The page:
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Oracle Solaris Administration: Devices and File Systems     Oracle Solaris 11 Information Library
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Document Information

About This Book

1.  Managing Removable Media (Overview)

2.  Managing Removable Media (Tasks)

3.  Accessing Removable Media (Tasks)

4.  Writing CDs and DVDs (Tasks)

5.  Managing Devices (Overview/Tasks)

What's New in Device Management?

Customizing Driver Configuration

Solaris PCI Resource Manager

New InfiniBand Administration Features

New InfiniBand Diagnostic Tools and Commands

New Ethernet Over InfiniBand Devices

New Hot Plugging Features

Device Naming Enhancements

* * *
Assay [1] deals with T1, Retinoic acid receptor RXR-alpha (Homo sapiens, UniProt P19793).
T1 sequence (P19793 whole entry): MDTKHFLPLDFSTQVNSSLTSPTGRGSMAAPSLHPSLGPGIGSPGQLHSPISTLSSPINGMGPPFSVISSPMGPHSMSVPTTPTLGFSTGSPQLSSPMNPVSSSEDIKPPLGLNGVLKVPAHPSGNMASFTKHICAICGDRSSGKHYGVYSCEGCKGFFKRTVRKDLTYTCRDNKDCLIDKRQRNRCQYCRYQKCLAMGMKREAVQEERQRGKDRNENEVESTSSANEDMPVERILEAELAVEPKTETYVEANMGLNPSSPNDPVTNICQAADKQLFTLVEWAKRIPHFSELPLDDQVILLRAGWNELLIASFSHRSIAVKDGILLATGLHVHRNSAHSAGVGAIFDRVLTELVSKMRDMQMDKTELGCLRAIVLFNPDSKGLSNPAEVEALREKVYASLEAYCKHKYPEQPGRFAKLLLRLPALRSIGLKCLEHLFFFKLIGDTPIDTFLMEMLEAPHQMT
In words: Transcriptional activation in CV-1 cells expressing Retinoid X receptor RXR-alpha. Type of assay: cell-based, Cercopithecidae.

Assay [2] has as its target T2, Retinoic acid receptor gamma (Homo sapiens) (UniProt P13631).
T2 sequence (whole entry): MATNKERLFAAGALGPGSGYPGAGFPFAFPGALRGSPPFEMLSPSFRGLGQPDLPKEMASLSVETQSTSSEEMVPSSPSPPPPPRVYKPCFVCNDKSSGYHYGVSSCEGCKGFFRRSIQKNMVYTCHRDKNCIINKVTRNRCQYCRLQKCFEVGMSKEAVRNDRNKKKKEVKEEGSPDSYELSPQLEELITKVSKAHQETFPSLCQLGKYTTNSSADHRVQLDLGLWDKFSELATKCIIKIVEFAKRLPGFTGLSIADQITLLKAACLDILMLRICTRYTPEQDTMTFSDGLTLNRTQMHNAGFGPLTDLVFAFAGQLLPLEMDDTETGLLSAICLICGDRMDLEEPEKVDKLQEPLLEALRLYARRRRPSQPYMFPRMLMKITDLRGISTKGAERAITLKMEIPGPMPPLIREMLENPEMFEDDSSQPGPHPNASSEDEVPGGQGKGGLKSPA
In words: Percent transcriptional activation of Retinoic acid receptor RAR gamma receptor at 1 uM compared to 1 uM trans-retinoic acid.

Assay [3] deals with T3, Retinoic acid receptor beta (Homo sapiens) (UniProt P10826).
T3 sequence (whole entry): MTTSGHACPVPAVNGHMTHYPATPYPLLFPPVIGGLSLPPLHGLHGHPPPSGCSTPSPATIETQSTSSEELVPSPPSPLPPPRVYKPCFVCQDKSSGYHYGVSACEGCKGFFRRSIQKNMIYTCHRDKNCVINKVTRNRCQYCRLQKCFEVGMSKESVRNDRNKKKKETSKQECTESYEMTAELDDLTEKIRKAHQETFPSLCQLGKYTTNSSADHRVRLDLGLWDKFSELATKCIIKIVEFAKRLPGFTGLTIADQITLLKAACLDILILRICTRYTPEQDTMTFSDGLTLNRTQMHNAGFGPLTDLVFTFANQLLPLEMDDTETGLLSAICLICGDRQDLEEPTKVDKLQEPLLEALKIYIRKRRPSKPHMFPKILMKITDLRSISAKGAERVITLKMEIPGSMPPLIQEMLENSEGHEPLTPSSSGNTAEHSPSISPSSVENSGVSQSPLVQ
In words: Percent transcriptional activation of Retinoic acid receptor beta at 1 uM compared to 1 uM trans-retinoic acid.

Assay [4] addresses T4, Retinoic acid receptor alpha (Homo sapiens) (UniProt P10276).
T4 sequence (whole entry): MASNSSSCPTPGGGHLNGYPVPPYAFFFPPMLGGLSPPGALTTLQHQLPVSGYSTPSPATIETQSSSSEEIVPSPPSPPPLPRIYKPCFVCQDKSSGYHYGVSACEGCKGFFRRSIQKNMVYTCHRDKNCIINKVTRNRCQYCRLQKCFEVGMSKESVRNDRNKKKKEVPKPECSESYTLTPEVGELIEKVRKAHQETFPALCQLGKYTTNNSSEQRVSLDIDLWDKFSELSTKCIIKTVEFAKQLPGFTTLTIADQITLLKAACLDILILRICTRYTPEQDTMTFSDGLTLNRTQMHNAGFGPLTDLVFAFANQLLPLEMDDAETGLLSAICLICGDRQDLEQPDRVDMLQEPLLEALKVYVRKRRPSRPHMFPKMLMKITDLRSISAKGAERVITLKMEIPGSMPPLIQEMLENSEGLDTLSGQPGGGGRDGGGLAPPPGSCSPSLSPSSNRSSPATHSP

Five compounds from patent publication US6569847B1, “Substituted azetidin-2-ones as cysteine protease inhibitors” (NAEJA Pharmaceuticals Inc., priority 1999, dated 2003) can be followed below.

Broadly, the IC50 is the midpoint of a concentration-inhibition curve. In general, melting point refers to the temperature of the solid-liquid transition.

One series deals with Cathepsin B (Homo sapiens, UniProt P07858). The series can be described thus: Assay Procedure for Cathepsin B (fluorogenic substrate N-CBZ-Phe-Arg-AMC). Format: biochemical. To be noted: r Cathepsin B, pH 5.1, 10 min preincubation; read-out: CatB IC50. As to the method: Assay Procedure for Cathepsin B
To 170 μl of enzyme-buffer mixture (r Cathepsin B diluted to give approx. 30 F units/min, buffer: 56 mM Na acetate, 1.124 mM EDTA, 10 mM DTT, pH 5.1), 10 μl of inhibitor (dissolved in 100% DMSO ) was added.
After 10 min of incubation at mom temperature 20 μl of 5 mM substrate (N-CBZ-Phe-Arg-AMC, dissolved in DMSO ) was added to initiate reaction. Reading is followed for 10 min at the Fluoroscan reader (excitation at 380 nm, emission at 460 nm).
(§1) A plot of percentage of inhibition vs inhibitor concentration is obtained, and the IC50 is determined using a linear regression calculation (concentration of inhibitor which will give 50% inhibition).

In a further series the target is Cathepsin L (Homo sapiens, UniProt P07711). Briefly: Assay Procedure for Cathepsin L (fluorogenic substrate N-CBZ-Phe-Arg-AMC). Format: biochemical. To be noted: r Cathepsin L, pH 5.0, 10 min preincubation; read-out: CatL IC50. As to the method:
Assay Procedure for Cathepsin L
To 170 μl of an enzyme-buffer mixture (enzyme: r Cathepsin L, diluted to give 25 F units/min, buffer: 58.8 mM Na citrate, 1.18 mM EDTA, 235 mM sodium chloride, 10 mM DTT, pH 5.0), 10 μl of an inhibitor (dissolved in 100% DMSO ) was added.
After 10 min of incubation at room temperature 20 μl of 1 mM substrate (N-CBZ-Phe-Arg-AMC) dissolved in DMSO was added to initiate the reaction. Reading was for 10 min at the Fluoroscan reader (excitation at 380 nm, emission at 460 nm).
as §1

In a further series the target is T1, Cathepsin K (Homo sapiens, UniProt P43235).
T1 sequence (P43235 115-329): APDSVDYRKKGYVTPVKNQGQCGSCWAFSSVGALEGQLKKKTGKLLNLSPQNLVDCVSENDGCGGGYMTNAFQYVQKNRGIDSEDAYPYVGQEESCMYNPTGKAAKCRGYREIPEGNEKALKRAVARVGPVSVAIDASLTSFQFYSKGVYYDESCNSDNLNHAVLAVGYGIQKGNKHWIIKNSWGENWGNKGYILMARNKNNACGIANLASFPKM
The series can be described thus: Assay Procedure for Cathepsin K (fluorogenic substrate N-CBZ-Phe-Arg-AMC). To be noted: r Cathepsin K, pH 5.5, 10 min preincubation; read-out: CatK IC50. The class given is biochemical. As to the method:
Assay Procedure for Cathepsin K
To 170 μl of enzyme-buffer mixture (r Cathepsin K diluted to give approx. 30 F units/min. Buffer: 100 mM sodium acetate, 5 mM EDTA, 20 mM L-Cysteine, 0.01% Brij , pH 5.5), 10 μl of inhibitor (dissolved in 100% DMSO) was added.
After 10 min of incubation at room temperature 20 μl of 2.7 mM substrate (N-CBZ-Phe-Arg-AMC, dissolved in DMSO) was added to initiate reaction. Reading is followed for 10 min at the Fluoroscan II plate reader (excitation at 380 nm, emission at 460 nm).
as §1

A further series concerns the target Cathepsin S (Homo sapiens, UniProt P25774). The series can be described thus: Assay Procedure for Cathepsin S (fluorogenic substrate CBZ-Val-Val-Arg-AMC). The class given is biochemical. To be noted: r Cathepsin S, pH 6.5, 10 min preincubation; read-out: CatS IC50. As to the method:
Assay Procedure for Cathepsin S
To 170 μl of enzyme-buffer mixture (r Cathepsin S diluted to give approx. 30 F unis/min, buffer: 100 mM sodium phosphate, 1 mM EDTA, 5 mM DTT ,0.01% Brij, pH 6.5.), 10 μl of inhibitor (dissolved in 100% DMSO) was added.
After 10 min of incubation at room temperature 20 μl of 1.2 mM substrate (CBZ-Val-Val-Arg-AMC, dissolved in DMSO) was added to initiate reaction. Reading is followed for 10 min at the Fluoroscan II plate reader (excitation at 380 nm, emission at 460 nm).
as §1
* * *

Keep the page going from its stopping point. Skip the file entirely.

Support for PCI Express (PCIe)

Where to Find Additional Device Management Tasks

Managing Devices in the Oracle Solaris OS

Identifying Device Support

About Device Drivers

How to Customize a Driver Configuration

Automatic Configuration of Devices

Features and Benefits of Autoconfiguration

What You Need for Unsupported Devices

Displaying Device Configuration Information

driver not attached Message

In-Use Device Error Checking

How to Display System Configuration Information

Resolving Faulty Devices

How to Resolve a Faulty Device

Adding a Peripheral Device to a System

How to Add a Peripheral Device

How to Add a Device Driver

Accessing Devices

How Device Information Is Created

How Devices Are Managed

Device Naming Conventions

Logical Disk Device Names

Specifying the Disk Subdirectory

Direct and Bus-Oriented Controllers

x86: Disks With Direct Controllers

Disks With Bus-Oriented Controllers

Logical Tape Device Names

Logical Removable Media Device Names